• Consider the impacts of potential market rule changes
  • Assess increase in network capacity for incremental upgrades

Agenda

7:45 – 8:15 am :: Registration and Continental Breakfast

8:15 – 8:30 am :: Overview and Introductions


8:45 – 10:00 am :: Program Content

  • The simulation of FTR markets
  • Obtaining data

10:00 – 10:20 am :: Morning Break


10:20 – 11:45 am :: Program Content

  • Differences in the ISOs from the perspective of the simulation
    • TOUs
    • Coupled (co-optimized multi-period) versus uncoupled optimization
    • PTP options and obligations
    • Multi-round auctions and multi-stages of allocations
    • Linear versus non-linear network models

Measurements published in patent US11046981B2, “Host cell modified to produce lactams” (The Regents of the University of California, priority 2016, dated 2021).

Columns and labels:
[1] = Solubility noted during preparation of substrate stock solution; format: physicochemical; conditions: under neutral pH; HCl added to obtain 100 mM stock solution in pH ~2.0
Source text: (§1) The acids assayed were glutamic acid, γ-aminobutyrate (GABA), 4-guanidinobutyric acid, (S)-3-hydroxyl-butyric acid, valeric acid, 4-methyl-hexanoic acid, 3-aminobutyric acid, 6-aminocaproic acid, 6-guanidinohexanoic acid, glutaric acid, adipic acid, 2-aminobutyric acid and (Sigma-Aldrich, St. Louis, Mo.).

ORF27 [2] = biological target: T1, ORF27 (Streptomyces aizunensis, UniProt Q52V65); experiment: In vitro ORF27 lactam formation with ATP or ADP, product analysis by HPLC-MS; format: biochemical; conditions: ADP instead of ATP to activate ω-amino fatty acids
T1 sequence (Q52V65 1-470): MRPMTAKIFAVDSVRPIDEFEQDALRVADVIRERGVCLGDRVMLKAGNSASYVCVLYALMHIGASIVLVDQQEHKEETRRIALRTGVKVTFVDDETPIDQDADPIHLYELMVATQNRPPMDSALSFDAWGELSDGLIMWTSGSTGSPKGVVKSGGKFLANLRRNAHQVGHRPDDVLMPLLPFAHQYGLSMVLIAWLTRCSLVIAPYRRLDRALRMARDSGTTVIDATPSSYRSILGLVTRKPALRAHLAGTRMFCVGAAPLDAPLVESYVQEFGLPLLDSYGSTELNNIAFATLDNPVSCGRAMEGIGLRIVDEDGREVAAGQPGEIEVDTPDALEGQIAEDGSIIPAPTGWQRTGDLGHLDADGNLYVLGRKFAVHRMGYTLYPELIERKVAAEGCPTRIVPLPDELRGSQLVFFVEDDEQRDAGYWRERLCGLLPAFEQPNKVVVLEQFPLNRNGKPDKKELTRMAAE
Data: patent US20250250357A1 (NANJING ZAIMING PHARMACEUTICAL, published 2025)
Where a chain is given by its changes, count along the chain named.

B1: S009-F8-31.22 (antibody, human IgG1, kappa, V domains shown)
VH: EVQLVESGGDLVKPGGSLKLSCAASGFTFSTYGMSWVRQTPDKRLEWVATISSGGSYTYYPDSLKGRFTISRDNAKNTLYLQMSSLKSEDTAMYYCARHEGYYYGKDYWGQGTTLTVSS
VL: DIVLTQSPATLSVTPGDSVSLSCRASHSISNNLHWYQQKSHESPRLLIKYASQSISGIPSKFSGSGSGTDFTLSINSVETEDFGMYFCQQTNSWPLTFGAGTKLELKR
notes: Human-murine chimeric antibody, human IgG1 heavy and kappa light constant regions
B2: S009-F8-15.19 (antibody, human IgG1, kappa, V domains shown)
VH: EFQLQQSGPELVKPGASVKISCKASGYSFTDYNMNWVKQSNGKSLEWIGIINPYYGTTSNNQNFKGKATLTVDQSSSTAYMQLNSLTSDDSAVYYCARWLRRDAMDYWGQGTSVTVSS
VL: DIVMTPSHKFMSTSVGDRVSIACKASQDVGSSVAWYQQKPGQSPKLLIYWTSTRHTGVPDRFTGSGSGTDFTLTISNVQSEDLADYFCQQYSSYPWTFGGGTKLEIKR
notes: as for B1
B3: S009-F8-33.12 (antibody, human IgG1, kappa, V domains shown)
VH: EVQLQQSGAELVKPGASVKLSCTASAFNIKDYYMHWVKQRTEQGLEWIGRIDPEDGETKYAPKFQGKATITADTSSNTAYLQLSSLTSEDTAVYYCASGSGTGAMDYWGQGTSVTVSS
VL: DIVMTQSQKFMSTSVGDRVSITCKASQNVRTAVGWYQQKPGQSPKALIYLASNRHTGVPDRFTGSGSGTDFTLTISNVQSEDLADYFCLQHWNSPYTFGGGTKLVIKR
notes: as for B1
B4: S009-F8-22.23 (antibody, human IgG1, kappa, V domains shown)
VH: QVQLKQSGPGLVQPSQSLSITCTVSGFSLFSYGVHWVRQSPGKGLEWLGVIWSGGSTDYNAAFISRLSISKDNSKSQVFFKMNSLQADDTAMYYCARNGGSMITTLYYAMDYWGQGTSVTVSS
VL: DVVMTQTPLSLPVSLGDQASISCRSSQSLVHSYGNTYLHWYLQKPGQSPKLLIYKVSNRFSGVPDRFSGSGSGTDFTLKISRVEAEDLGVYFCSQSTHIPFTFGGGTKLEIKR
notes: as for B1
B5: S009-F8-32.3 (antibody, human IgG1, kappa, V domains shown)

• Accommodation of phase-shifting transformers and DC lines
    • Modeling uncompensated loop flow
    • ARR results
    • Existing positions (MW rights held from prior auctions)
    • Bid and offer curves versus price/quantity bids
    • Data not provided by the ISO

11:45 am – 1:00 pm :: Group Luncheon


1:00 – 2:40 pm :: Program Content

  • Benefits of running a simulator
    • Assess the remaining capacity before the auction or allocation
    • Obtaining all shift factors
    • Determining interactions of supplied portfolios
    • Other strategizing
  • Basic data requirements for a transmission rights auction or allocation
    • Network model, contingency cases, monitoring, outages
    • Pricing node definitions and participation factors
    • Uncompensated loop flow definitions